Judge asks whether District Court systems can deal with long complex cases, following 68 days of hearings – 2016vol2#6

A case that went on for two and a half years raised “serious questions as to whether the District Court has systems in place for serious child care cases,” according to the judge who heard the Care Order proceedings, preceded by prolonged Interim Care Order proceedings before another judge. Care Orders were granted for five children at the end of the case.

“It raises, in my mind serious questions about whether the district court has the rules and procedures in case to handle such complex cases. It seems that neighbouring countries have better procedures … [Irish] district courts tend to go quite slowly,” he said.

“I am nonetheless, the judge,” he acknowledged. “It is not in anyone’s interests that a case like this runs for such a period, especially [the interests of] children,” the judge said. “As a judge I must take responsibility for imperfections in the system and I do so.”

The judge recalled that there had been a number of witnesses, including social workers, psychologists, paediatricians, foster carers and neuro-scientists.  The case had first come before the courts in December 2013 and there had been a number of Interim Care Orders. The Care Order proceedings began in September 2015, and, after 68 days of hearings, concluded in June 2016 with his ruling.

The children ranged in age from two to eight years old. Here the oldest is identified as A, the second B, down to the fifth child who is identified as E. The father [Father X] in the case was biological father to four of the five children.

The mother was herself the victim of incest and sexual abuse since the age of five. The Agency had been in contact with the family for several years, as the mother had given birth to her first child (Child A) at the age of 16 while in she herself was in care. At that time, the CFA began providing support services to the family on a voluntary basis.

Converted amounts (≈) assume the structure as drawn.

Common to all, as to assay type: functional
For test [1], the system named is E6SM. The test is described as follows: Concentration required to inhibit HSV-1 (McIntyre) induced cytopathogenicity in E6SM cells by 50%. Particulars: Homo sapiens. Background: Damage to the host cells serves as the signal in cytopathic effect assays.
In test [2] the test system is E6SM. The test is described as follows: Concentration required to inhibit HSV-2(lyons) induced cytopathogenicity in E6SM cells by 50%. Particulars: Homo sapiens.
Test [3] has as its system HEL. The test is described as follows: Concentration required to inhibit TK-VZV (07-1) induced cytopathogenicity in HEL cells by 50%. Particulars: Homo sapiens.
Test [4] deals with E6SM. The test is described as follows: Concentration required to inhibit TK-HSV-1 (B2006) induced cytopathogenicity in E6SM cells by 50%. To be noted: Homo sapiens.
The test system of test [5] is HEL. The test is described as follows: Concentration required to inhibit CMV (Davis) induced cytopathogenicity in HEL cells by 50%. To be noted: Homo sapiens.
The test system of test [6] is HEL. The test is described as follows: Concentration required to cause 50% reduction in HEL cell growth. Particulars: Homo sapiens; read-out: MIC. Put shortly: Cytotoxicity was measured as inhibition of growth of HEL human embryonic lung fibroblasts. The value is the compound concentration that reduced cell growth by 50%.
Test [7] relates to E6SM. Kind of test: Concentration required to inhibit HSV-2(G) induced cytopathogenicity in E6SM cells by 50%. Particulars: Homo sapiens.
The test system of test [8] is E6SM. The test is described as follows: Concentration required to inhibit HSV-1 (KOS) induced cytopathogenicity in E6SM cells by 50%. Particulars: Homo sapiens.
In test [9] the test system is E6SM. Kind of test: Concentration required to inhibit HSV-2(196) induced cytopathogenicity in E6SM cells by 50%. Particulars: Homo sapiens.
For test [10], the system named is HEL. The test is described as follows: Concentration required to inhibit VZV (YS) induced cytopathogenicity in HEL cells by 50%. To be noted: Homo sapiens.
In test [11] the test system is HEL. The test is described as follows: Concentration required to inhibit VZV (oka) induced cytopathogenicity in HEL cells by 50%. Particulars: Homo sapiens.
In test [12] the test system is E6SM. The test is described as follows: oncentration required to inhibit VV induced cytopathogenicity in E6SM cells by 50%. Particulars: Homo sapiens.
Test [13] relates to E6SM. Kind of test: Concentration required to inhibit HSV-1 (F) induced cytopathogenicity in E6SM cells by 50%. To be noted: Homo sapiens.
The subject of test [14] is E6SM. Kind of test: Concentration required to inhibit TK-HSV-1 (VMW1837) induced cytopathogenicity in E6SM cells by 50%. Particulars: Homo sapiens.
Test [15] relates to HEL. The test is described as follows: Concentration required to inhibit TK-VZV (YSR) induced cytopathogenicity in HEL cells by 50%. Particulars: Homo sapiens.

The parents had been in a relationship since the mother was a teenager, and had been a father figure present in all five of the children’s lives. Both parents suffered from mental impairments. As a child, the father had suffered a head injury and had various mental health and cognitive impairments. Although the mother had been institutionalized in the past to stabilize her mental health, neither parent consistently received treatment.

Since they became parents at such a young age with little or no support, the couple had never been able to care for the children on their own. The CFA social workers found that the family’s home was squalid, smelled of dog faeces and urine. At times, the children were found to be filthy, unwashed and unkempt, and had contracted fleas. The CFA also found that some of the children’s language and educational development were lacking, and that the parents were unable to meet the children’s needs even with CFA support.

The court noted that the case spanned two different areas of the country, and that none of the homes the children had ever lived in were stable or safe. In 2015, the court issued orders directing the CFA to initiate DNA tests to establish the paternity of the children. The mother gave evidence that Father Y (of one of the children) had never been involved in any of her children’s lives because he had been incarcerated for sexually assaulting a minor. The Judge found this evidence prejudicial.

“Mom said she didn’t want the child’s father involved, but it was she herself who engaged with this unsuitable father, while she was in a relationship with the father in this case … I don’t know the facts of it, but that seems to be her position.”

The judge explained that while the issue of paternity and the mother’s past relationships was “non-pivotal” in the case, the mother’s lack of candour with social workers and the contradicting evidence she had given in court spoke to her lack of credibility and cooperation during the process.